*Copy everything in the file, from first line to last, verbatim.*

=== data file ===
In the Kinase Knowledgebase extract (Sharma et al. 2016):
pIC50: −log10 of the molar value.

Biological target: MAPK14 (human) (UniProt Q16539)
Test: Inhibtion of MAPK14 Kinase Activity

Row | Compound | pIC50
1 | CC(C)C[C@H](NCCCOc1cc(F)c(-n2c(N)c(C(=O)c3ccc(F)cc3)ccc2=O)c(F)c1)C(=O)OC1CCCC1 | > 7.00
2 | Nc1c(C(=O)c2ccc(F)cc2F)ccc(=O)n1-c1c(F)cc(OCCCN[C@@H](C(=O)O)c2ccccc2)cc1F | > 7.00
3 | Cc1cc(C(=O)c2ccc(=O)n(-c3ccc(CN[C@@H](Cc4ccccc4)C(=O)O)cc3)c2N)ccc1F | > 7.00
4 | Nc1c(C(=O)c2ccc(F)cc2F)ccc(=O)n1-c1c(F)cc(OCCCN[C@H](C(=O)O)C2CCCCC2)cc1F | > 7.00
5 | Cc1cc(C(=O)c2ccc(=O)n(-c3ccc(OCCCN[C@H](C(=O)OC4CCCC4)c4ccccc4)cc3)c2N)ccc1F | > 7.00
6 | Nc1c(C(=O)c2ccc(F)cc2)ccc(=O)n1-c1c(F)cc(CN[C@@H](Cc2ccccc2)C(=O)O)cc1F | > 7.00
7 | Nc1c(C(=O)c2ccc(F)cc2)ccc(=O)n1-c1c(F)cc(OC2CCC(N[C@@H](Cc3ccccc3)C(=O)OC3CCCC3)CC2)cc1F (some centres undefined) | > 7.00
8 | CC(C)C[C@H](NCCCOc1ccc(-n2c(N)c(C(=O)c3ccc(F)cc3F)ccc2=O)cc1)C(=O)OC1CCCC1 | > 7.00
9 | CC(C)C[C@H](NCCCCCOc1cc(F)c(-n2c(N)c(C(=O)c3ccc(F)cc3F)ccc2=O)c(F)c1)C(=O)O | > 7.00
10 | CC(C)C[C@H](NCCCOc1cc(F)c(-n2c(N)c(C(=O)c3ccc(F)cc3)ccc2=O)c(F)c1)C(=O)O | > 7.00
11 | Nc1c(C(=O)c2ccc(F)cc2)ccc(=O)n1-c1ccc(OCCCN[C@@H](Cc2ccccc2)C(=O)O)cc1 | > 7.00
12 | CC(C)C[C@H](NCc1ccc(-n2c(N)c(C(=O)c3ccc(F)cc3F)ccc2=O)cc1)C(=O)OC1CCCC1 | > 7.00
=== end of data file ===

In the Kinase Knowledgebase extract (Sharma et al. 2016):
pIC50: −log10 of the molar value.

Biological target: MAPK14 (human) (UniProt Q16539)
Test: Inhibtion of MAPK14 Kinase Activity

Row | Compound | pIC50
1 | CC(C)C[C@H](NCCCOc1cc(F)c(-n2c(N)c(C(=O)c3ccc(F)cc3)ccc2=O)c(F)c1)C(=O)OC1CCCC1 | > 7.00
2 | Nc1c(C(=O)c2ccc(F)cc2F)ccc(=O)n1-c1c(F)cc(OCCCN[C@@H](C(=O)O)c2ccccc2)cc1F | > 7.00
3 | Cc1cc(C(=O)c2ccc(=O)n(-c3ccc(CN[C@@H](Cc4ccccc4)C(=O)O)cc3)c2N)ccc1F | > 7.00
4 | Nc1c(C(=O)c2ccc(F)cc2F)ccc(=O)n1-c1c(F)cc(OCCCN[C@H](C(=O)O)C2CCCCC2)cc1F | > 7.00
5 | Cc1cc(C(=O)c2ccc(=O)n(-c3ccc(OCCCN[C@H](C(=O)OC4CCCC4)c4ccccc4)cc3)c2N)ccc1F | > 7.00
6 | Nc1c(C(=O)c2ccc(F)cc2)ccc(=O)n1-c1c(F)cc(CN[C@@H](Cc2ccccc2)C(=O)O)cc1F | > 7.00
7 | Nc1c(C(=O)c2ccc(F)cc2)ccc(=O)n1-c1c(F)cc(OC2CCC(N[C@@H](Cc3ccccc3)C(=O)OC3CCCC3)CC2)cc1F (some centres undefined) | > 7.00
8 | CC(C)C[C@H](NCCCOc1ccc(-n2c(N)c(C(=O)c3ccc(F)cc3F)ccc2=O)cc1)C(=O)OC1CCCC1 | > 7.00
9 | CC(C)C[C@H](NCCCCCOc1cc(F)c(-n2c(N)c(C(=O)c3ccc(F)cc3F)ccc2=O)c(F)c1)C(=O)O | > 7.00
10 | CC(C)C[C@H](NCCCOc1cc(F)c(-n2c(N)c(C(=O)c3ccc(F)cc3)ccc2=O)c(F)c1)C(=O)O | > 7.00
11 | Nc1c(C(=O)c2ccc(F)cc2)ccc(=O)n1-c1ccc(OCCCN[C@@H](Cc2ccccc2)C(=O)O)cc1 | > 7.00
12 | CC(C)C[C@H](NCc1ccc(-n2c(N)c(C(=O)c3ccc(F)cc3F)ccc2=O)cc1)C(=O)OC1CCCC1 | > 7.00